Community Translation: Research and Practice (2023)


edited by Erika Gonzalez, Katarzyna Stachowiak-Szymczak and Despina Amanatidou (2023)

reviewed by Ron Witton

The 10 chapters in this very useful volume report on contemporary research in the context of community translation (CT) theory. They examine CT practice in such diverse settings as health care, criminal investigations and the documentation of life stories, and also provide valuable guidance as to how the skills necessary for effective CT can be taught. There is much to be learnt from the diverse national settings of the research reported, ranging from Australia to Japan, New Zealand and Spain.

NAATI stresses the difference between interpreting and translating, and many of us are annoyed when Australian media sources confuse the two. However, some languages use the same word for both, and this is reflected in some paragraphs of the volume under review. Nevertheless, the points being made by the contributors are usually clearly made and useful to practitioners.

Of particular interest is the book’s treatment of our daily dilemma: achieving effective T&I when faced with some situations where one’s cultural knowledge and expertise is needed, and others where it is inappropriate to draw on such cultural knowledge and expertise.

One such example appears early in the chapter by Italian academics David Katan and Cinzia Spinzi, fittingly titled ‘The Battle to Intervene: Constrained Advocacy for Community Translators’. They refer to a situation that many of us have experienced: a police officer reading a person their rights (p. 29). The language is phrased in such legalese that many a native speaker would be unlikely to comprehend its meaning – yet it is, of course, quite inappropriate for an interpreter to intervene in order to ensure that the non-English speaker understands what is being said. One can only hope that they say: ‘I don’t understand’, and that the police officer is then brave enough to explain in simpler terms.

This contrasts with – for example – a translator being called upon to ensure that a pamphlet setting out a person’s legal rights is written in a culturally and linguistically appropriate fashion.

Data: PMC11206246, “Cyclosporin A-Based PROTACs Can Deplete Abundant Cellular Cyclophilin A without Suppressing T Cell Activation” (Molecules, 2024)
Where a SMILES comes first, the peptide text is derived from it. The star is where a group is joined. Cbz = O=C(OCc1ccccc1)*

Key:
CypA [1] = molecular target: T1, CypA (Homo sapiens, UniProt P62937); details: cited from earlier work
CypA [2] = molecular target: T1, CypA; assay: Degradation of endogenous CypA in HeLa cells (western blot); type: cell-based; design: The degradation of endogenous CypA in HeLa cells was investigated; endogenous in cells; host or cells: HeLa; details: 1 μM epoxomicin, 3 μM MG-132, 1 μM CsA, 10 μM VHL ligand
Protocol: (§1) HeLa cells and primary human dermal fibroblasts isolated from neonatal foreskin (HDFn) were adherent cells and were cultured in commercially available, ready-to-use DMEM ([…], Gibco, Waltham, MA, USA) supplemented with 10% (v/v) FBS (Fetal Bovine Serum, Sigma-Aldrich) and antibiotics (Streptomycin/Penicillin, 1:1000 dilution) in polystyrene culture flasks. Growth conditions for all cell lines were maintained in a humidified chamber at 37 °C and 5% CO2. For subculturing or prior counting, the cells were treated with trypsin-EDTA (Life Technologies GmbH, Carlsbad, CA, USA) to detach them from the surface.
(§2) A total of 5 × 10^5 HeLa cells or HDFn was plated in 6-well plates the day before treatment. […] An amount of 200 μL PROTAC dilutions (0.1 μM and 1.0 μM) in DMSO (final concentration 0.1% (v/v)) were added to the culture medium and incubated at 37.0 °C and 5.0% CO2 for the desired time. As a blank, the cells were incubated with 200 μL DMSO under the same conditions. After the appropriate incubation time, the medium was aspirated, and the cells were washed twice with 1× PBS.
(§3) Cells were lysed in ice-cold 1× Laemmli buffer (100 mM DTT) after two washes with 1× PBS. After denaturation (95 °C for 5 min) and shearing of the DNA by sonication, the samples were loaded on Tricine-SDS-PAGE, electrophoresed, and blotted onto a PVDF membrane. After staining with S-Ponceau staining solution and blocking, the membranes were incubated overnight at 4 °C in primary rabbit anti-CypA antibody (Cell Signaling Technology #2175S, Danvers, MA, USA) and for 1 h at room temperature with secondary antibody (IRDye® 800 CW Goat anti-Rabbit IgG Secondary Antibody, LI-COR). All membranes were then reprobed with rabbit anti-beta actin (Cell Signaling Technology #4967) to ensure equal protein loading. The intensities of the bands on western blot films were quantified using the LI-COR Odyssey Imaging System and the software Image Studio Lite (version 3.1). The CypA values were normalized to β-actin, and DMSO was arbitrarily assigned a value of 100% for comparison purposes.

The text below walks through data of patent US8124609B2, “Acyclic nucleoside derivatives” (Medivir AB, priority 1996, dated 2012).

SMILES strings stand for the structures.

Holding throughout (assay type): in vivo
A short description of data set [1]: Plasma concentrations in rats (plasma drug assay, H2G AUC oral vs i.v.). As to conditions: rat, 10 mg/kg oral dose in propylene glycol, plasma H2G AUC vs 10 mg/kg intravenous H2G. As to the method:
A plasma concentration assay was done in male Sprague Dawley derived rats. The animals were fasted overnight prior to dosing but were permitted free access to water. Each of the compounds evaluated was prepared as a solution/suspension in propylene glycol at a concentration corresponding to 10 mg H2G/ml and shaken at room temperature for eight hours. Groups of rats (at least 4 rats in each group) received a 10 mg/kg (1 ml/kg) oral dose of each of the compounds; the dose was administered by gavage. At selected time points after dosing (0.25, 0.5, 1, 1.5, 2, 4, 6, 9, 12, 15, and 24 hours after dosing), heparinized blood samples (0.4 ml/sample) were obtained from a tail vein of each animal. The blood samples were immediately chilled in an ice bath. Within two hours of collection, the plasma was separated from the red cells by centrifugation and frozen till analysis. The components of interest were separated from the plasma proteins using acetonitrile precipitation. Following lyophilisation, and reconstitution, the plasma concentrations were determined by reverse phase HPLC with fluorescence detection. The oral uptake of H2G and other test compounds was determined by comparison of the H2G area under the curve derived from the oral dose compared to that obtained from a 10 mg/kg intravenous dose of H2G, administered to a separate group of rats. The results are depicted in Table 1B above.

The authors of this chapter quite perspicaciously identify the dilemma of balancing ‘silent subservience’ with ‘collaborative status’ – in the latter, one is ‘able to mediate between the institution and the more vulnerable client’ (p. 37). This ethical dilemma is further explored by Maho Fukuno in her chapter ‘Translators’ Ethics in Community Translation’, which focuses on ‘the pursuit of social justice in multicultural communities’ (p. 59).

The now commonly used term ‘health literacy’ helps us to understand the central role language plays in understanding fields of knowledge in multicultural and multilingual societies. A good overview of developments in this field in New Zealand is given by Ineke Crezee and Hoy Neng Wong Soon in their chapter ‘Speak My Language! The Important Role of Community Translation in the Promotion of Health Literacy’. It occurs to me that a variety of other ‘literacies’ could be similarly promoted.

The chapters I found the most interesting and useful were those on legal dilemmas and challenges. For example, Mohamed El-Madkouri Maataoui and Beatriz Soto Aranda’s ‘Challenges and Constraints in the Translation of Wiretapping in Spain’ will probably resonate with any T/I who has been called in to assist law enforcement authorities. How many of us are confident in the patois of any particular criminal underground group, or feel confident trying to interpret/translate/decipher the text messages of criminal gangs, let alone teenagers – peppered as they typically are with slang, abbreviations and neologisms.

Community Translation.indd

Cover reproduced courtesy of Routledge, an imprint of Taylor & Francis (UK)

I’ll conclude with another dilemma identified by El-Madkouri Maataoui and Soto Aranda. In a trial relating to an al-Qaeda-inspired attack on European soil, the accused was released because of ‘errors [having] occurred due to the Italian translators’ [sic] lack of knowledge of the Qu’ran and of classical Arabic and its cultural references’ (p. 173). This included not only such esoteric references as the Califa al-Mu’tasim (10th century), but also how jihad should be translated/interpreted: should the T/I use ‘Holy War’ with all its varied connotations, or assume an adequate awareness and understanding of the term by non-Arabic speakers and therefore forgo interpreting/translating it? Dilemmas indeed!

Dr Ron Witton gained his BA and MA in Indonesian and Malayan studies from the University of Sydney and his PhD from Cornell University. He now practises as an Indonesian/Malay–English translator and interpreter. Ron is a foundation member of AUSIT.

Submission form

for court interpreters to report incidents or issues that occur in court interpreting assignments.

Purpose and function of this information submission form.

This form enables you to report issues or problems that you encounter in the course of court interpreting assignments. These issues and problems will be collected by AUSIT to report to the JCCD (the Judicial Council on Cultural Diversity) to monitor the implementation of the Recommended National Standards. The reporting of these issues and problems enables AUSIT to work with the JCCD to suggest steps to address these issues and to avoid the repetition of these problems in the future.

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